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Lawyer Says J6 Prisoners Being ‘Tortured,’ Treated like ‘Subhuman Class’

'They are calling these people extremists and terrorists, but the extremism and the terrorism lies with them! ... '

(Headline USA) A lawyer for several inmates charged for criminal activity related to the Jan. 6 Capitol protests said this week that his clients are being “tortured” in D.C. prison and treated like a “subhuman, sub-constitutional class of people.”

Attorney Joseph McBride told Blaze Media that he is building a case against the federal government over the abuses his clients have suffered, and that he hopes to win them a massive settlement when all is said and done.

“They are gaslighting the entire American public,” McBride said. “They are calling these people extremists and terrorists, but the extremism and the terrorism lies with them!”

Two of his clients, Ryan Taylor Nichols and Christopher Quaglin, are routinely thrown in solitary confinement for long periods of time, and when they try to speak to the public about what is happening inside the prison they are treated even worse, McBride alleged.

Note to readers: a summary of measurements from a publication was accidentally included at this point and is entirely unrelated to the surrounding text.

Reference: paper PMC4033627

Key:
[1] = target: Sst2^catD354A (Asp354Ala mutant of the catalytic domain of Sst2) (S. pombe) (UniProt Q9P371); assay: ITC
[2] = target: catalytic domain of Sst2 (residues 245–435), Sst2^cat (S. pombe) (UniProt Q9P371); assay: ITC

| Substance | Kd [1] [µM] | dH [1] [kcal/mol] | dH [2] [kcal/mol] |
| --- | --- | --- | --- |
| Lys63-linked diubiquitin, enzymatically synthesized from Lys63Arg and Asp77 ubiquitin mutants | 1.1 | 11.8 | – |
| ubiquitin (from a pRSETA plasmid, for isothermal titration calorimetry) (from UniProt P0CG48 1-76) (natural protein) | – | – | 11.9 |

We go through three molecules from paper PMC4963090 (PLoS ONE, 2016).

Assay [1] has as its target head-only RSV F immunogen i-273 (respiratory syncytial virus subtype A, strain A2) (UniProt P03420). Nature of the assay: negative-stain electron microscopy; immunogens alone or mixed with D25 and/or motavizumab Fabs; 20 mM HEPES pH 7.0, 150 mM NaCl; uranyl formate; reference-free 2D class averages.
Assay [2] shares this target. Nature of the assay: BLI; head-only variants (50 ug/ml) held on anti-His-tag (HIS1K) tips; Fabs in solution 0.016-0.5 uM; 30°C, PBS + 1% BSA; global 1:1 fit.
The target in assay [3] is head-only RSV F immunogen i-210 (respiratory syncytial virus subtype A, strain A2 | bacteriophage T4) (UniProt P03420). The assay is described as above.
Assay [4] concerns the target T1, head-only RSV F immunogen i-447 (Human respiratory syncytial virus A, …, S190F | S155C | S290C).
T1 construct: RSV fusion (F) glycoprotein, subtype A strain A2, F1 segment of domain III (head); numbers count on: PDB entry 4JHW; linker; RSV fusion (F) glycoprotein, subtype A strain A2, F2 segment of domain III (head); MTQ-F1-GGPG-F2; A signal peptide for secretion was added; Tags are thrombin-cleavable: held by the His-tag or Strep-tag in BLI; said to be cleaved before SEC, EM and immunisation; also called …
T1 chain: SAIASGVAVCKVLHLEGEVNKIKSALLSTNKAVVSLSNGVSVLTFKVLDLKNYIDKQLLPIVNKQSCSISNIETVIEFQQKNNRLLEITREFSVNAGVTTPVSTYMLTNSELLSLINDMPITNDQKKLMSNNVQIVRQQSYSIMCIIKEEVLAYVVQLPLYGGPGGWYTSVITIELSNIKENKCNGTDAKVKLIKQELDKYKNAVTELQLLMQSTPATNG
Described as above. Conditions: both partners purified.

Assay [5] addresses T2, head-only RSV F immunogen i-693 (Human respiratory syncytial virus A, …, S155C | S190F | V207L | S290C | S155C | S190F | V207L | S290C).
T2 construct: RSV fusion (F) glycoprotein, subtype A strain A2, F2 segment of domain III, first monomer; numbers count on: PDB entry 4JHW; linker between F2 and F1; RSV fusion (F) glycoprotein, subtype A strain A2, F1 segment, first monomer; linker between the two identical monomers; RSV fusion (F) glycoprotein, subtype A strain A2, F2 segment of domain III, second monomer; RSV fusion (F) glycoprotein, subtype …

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Quaglin suffers from Celiac disease, a chronic digestive and immune disorder, and has been declined accommodations or treatment for this condition, according to McBride. As a result, he’s lost 45 pounds since being imprisoned, he added.

“This is a serious underlying condition,” McBride said. “He’s highly allergic to wheat and gluten. When he eats it, he has a severe adverse reaction.

“It’s very bad, he loses weight, he vomits, he has diarrhea, he has intestinal cramps, he breaks out in lesions on his back. It is so bad that he would choose to not eat and starve over the pain of eating these foods.”

Quaglin has also been moved to different facilities six times, and with each move his treatment has grown worse, McBride said.

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“Right now, he is locked away in a cell with no windows—no way to reach out to the world simply because his lawyer and his family are speaking out on his behalf. This is a life or death situation,” he said.

Nichols spent the first nine months of his imprisonment in solitary confinement and wasn’t released into a normal prison setting “until we started screaming about it,” McBride said.

Even now, prison officials sporadically put Nichols in solitary confinement “to torture him,” he alleged.

“On April 20, they put him in solitary confinement for reasons that made no sense,” McBride said.

“They left him there for about three weeks. After three weeks, he needed to be put on suicide watch. They had broken him down—he wanted to check out and give up.”

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